that it is the duty and obligation of the criminal court to exercise a great
deal of caution in issuing the process particularly when matters are
essentially of civil nature.
This court in Roy
V.D. v. State of Kerala (2000) 8 SCC 590 observed thus:- "18. It is well
settled that the power under section 482 Cr.P.C has to be exercised by the High
Court, inter alia, to prevent abuse of the process of any court or otherwise to
secure the ends of justice.
proceedings are initiated based on illicit material collected on search and
arrest which are per se illegal and vitiate not only a conviction and sentence
based on such material but also the trial itself, the proceedings cannot be
allowed to go on as it cannot but amount to abuse of the process of the court;
in such a case not quashing the proceedings would perpetuate abuse of the
process of the court resulting in great hardship and injustice to the accused.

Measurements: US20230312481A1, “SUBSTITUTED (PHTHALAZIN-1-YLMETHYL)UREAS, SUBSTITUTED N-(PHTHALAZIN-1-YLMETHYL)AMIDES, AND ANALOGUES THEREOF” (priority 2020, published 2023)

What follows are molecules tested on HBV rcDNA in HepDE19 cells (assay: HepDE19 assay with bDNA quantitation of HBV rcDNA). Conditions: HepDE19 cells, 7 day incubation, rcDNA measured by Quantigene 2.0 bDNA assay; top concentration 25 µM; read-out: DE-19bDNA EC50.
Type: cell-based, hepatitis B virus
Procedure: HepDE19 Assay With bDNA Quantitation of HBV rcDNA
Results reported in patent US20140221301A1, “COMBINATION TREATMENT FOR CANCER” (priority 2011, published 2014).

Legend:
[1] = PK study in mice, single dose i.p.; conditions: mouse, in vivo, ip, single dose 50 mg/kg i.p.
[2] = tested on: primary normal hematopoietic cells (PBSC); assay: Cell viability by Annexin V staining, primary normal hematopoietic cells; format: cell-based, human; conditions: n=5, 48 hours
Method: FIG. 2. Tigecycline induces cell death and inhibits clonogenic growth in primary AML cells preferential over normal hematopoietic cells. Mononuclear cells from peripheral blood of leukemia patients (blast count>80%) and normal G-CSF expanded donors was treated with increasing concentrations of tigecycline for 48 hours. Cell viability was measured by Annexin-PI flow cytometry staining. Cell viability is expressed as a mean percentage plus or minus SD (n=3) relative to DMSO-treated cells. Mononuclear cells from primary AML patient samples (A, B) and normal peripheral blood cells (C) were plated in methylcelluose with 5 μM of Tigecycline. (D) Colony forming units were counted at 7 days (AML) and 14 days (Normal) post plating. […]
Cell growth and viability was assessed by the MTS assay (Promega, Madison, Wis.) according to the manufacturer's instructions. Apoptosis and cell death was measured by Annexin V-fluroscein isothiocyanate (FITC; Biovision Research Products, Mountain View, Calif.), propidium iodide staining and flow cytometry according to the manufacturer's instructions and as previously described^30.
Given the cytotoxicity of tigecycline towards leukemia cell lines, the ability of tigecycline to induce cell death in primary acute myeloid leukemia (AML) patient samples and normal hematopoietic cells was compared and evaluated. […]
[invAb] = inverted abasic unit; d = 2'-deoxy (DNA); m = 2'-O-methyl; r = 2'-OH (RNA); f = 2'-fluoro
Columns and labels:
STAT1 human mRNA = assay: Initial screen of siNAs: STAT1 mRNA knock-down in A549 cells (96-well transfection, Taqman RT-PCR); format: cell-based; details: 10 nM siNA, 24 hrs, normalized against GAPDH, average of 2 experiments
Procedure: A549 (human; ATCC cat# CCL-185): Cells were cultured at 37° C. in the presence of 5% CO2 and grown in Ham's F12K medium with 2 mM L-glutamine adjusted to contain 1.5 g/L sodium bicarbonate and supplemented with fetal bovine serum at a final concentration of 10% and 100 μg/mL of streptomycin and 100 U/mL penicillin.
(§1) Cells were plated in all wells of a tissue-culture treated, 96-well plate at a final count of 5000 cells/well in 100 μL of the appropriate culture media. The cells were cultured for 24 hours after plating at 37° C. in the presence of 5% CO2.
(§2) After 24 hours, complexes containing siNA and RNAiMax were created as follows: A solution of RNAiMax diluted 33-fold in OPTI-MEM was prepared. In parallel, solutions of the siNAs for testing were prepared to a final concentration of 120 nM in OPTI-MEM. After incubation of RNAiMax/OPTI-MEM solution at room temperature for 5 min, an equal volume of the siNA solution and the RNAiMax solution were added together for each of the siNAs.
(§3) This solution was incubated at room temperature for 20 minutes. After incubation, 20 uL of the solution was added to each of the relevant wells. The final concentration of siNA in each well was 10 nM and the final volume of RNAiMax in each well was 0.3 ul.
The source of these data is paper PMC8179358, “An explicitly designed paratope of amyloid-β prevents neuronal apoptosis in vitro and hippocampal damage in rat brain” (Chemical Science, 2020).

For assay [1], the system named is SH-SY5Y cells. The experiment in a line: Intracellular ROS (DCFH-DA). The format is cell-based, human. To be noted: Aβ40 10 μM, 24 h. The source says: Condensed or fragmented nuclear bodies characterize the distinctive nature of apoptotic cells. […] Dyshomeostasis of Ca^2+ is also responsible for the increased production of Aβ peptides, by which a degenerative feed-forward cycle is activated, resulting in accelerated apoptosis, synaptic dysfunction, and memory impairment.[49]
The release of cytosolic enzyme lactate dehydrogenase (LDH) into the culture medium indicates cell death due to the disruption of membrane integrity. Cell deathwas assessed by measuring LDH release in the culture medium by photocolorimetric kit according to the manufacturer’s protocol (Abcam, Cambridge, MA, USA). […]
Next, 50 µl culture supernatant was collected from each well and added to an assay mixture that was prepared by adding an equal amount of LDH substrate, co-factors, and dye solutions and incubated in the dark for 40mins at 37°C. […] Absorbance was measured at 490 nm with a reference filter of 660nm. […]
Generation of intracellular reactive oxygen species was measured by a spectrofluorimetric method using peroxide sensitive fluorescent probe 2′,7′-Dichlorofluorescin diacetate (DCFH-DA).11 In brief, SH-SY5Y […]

In our opinion, exercise of power under section 482 CrPC to quash proceedings
in a case like the one on hand, would indeed secure the ends of justice."
17 This court in
Zandu Pharmaceutical Works Ltd. & Others v. Mohd. Sharaful Haque &
Another (2005) 1 SCC 122 observed thus:- "It would be an abuse of process
of the court to allow any action which would result in injustice and prevent
promotion of justice. In exercise of the powers, court would be justified to
quash any proceeding if it finds that initiation/continuance of it amounts to
abuse of the process of court or quashing of these proceedings would otherwise
serve the ends of justice. When no offence is disclosed by the complaint, the
court may examine the question of fact. When a complaint is sought to be
quashed, it is permissible to look into the materials to assess what the
complainant has alleged and whether any offence is made out even if the
allegations are accepted in toto."
In Indian Oil